The merits of Functional Programming

The paradigm leads to code that is easier to test, because it is a stateless input / output machine. Moreover, it leaves less room for bugs, because you only declare what you want to perform instead of how to do it (imperative). However, it's not possible to only rely on functional programming, because applications are stateful and have side effects (network requests, file operations, logging...). A good strategy is to keep the business logic functional and move side effects to the outer boundary.

Let's consider the example of an online shop that decides to give some premium benefits to its loyal customers. Premium customers might benefit from special discounts and free shipping so we want to update their status in the database. On the other hand, we might want to reach out to the inactive customers. The status of our customer is clearly business logic and it should not be mixed with database logic. One approach would be to pass a database interface and mock it in the test.

function updateCustomer(today,entry,db) {
        newEntry = {premium: true, ...entry}
        newEntry = {inactive: true, ...entry}
        return db.UpdateEntry(newEntry)

But there is a better approach that is declarative and easier to test:

function updateCustomer(today,entry) {
        newEntry = {premium: true, ...entry}
        return new FileUpdate(newEntry)
        newEntry = {inactive: true, ...entry}
        return new FileUpdate(newEntry)
    return new NoUpdate(entry)


It's clearer in the intent that the output is a return value instead of an input value with side effects. Also, there is no need to mock! Of course there is still a missing piece for this variant - the mutable shell that applies the side effects. In our case, there would be a Persister, which is a database wrapper that reads the update instructions. It's correctness would be covered in the integration test.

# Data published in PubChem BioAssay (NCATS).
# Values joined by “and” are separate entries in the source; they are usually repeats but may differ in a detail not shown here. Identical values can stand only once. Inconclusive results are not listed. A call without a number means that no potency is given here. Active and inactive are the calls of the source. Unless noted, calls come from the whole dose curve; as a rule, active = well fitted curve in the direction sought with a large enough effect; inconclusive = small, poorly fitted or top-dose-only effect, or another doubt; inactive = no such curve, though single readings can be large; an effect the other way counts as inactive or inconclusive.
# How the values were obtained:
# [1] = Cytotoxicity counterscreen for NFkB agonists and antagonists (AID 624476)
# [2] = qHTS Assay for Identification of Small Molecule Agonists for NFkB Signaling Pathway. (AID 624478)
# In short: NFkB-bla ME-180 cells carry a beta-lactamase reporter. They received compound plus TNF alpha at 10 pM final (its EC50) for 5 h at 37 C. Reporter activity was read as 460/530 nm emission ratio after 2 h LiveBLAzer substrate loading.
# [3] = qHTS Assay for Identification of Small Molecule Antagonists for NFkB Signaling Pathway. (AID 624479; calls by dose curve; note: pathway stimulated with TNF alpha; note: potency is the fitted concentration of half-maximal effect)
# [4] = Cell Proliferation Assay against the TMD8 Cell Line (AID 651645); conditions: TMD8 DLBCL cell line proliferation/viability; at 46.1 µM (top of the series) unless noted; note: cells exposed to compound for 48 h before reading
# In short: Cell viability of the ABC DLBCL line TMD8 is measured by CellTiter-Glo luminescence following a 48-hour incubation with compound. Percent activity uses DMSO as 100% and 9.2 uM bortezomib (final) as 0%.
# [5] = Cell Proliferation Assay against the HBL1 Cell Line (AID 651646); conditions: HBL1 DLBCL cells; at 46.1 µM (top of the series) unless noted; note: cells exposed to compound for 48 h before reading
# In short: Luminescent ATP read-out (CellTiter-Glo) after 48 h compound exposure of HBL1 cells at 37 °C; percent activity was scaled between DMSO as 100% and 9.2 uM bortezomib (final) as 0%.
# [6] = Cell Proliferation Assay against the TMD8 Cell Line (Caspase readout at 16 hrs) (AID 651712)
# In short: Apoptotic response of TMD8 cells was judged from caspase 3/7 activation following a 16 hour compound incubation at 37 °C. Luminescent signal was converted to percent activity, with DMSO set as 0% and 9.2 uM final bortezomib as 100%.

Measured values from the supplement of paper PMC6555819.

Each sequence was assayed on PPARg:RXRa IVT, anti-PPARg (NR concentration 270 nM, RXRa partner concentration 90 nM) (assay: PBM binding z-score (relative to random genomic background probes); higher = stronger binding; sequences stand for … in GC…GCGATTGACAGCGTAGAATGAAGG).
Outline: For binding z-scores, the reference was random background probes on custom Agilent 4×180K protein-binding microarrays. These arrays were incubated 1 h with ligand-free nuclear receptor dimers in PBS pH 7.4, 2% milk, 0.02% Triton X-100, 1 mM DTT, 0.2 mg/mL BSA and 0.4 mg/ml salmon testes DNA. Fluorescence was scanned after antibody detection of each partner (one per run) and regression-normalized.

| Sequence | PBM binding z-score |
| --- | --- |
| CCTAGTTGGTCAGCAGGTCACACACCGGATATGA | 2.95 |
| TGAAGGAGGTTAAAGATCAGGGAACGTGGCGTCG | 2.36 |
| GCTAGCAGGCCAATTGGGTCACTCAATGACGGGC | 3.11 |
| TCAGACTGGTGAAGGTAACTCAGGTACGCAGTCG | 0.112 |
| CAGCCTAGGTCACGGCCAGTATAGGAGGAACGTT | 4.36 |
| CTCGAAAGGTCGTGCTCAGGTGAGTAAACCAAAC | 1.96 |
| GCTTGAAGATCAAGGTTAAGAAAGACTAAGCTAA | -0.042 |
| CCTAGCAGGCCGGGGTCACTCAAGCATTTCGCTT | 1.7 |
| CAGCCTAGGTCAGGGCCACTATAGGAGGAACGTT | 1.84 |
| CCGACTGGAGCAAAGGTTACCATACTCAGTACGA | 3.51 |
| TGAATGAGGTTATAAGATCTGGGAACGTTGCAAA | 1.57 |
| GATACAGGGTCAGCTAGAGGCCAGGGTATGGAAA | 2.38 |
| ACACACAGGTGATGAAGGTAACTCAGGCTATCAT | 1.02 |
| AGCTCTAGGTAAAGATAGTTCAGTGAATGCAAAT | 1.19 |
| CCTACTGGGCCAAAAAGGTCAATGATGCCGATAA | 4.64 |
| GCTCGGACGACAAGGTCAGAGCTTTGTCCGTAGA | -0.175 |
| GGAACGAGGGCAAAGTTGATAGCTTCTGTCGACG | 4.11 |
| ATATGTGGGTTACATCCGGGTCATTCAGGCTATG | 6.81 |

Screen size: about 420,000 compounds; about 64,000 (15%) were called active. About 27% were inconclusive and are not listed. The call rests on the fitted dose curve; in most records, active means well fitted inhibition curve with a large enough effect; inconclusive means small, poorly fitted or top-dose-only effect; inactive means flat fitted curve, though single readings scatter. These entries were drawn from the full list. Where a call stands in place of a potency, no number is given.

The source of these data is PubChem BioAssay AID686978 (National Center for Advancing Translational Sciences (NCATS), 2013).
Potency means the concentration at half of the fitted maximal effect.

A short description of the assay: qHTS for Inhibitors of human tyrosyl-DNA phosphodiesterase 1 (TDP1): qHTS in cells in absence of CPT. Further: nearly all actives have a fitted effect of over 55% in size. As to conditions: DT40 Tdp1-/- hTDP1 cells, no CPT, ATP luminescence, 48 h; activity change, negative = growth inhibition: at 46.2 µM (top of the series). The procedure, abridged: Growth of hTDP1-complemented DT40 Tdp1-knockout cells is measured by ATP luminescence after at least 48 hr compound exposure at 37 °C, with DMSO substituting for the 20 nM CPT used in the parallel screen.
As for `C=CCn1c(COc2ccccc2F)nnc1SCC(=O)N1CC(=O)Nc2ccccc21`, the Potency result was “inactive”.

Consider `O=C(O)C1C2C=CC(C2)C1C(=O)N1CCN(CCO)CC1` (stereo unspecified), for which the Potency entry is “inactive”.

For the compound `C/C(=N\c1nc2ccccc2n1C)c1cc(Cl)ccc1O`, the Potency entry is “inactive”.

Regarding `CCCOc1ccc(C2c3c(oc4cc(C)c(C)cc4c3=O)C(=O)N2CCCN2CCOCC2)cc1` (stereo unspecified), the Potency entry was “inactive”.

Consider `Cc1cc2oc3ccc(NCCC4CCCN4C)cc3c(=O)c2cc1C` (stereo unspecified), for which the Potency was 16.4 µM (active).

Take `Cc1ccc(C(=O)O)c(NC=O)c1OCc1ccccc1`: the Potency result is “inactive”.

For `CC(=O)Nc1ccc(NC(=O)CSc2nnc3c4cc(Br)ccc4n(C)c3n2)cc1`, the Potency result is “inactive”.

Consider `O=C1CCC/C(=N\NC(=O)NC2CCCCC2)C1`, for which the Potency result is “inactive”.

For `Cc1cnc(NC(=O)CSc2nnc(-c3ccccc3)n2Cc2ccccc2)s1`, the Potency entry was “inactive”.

When to use mocks

Be aware that mocks are sometimes the only way to test logic. But think what exactly needs to be tested. For testing the request handler of our express app, it's not necessary to create a mockserver. We only want to test the handler logic. Express logic to create the server with port allocation etc. does not need to be tested by us!

I find the distinction between handlers and servers especially clear in Golang:

handler := newHelloHandler()

request := newRequest("Floyd")
response := httptest.NewRecorder()

handler.ServeHTTP(response, request)
assertStatus(t, response.Code, http.StatusOK)
assertResponseBody(t, response.Body.String(), "Hello Floyd")

The handler object includes all logic how to process requests, so we can use it to test the correct behavior. Note how only the response needs to be mocked (spied to be precise).

In Express.js, we do the same. We test the handler function and spy the response object.

const helloHandler  = (req, res) => res.send('Hello World!');

const expected = 'Hello World!';
const resSpy = {
    send: (actual) => assert.Equal(actual,expected)
hello({}, resSpy);

The request handler is at the outer layer of our application, i.e. it connects with external dependencies to cause side effects. In our case the external dependency is the response object which makes a network call. In that case it is justified and necessary to mock. The general guideline is to only mock external dependencies.


By pushing the side effects to the outer layer of the application, we can mostly avoid mocks. Functional code is easy to test and allows to use function composition. This reduces the surface for bugs and saves us to write unit tests for integration functions. Mocks have its place, but if it's not an external dependency it might be code smell.

If you want to learn more about testing, I can highly recommend Unit Testing Principles, Practices, and Patterns.